Construction management consultants work in-house, alongside the client’s operations team, to ensure understanding of client’s processes, culture and standards. This creates a co-working environment necessary to collaborate on the best plan possible. The plan not only takes in to account the client’s goals, but also the prevents interruption in existing operations. And, by better understanding their operations, construction management consultants can assist clients in reassuring their existing and new customers will be well served during and after the project, respectively.
Hiring a design-build team together and early in the project is more beneficial than the bid-build method in that the former results in a project deigned to be built. For example, architects are notorious for designing buildings that are not always able to be built practically, and even though contractors want to build what architect design, they often change plans when met with impractical design. This results in lengthy delays and costly change orders for the client.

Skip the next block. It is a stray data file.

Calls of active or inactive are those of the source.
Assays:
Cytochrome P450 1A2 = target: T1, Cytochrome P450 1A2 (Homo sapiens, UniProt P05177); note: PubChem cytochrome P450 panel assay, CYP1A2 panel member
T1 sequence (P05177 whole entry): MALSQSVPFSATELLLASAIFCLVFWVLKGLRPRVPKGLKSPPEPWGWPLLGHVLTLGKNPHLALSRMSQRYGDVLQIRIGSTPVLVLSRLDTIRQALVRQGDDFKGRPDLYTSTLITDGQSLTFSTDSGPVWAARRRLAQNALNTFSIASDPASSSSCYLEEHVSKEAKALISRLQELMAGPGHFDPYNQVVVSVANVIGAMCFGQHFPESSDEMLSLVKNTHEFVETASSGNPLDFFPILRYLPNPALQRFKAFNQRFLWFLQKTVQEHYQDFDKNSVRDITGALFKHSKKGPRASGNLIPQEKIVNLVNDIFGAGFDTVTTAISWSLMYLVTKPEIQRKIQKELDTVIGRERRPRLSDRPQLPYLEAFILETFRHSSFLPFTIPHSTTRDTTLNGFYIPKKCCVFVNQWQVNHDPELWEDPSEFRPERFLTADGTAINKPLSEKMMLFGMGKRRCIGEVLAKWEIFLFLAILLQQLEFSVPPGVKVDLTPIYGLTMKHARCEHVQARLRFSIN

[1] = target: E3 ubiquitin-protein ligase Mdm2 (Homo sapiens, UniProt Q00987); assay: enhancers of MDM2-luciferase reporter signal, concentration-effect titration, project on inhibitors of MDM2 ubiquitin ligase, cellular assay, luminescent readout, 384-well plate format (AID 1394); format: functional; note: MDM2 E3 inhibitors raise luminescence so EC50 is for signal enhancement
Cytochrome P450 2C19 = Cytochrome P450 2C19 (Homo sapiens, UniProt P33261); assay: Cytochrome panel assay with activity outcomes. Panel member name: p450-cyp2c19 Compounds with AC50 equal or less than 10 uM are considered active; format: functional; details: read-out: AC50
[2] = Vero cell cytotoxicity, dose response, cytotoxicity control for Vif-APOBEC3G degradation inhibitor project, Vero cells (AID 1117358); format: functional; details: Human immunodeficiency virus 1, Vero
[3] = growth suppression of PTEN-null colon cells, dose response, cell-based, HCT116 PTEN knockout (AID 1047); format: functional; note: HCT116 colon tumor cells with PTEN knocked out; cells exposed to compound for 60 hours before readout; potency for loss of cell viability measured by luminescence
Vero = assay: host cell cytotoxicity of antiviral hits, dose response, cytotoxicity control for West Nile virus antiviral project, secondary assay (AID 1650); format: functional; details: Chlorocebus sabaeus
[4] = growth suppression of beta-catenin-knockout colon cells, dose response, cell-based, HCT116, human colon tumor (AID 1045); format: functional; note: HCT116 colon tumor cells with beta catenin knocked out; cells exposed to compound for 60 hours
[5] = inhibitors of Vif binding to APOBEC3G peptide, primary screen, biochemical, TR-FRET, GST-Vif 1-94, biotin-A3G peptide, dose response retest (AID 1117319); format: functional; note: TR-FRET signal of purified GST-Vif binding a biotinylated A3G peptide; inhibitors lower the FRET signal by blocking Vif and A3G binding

A construction management consultant will help clients research, interview and choose the best architect and contractor team for the project. Consultants will manage the design process and keep not only the client’s interests in mind, but also the contractor’s, preventing potential problems from attempting to build an extraneous design.
According to an article in ConstructionDive.com, titled 10 construction industry trends to watch in 2017, “Collaborative project delivery methods are becoming more and more popular and cost-effective for companies. The design-build process consolidates the design and construction phases into one contract. It allows more collaboration and gets you to the completed product much faster.”
Many clients are, at first, adverse to the design-build method, believing that using their internal purchasing team to control the bid process will reduce costs. However, clients using their already overworked purchasing team to manage bidding on construction in lieu of their core business, results in current customer negligence, internal stress, lower morale and costly mistakes as construction is such a unique and frankly, fickle industry.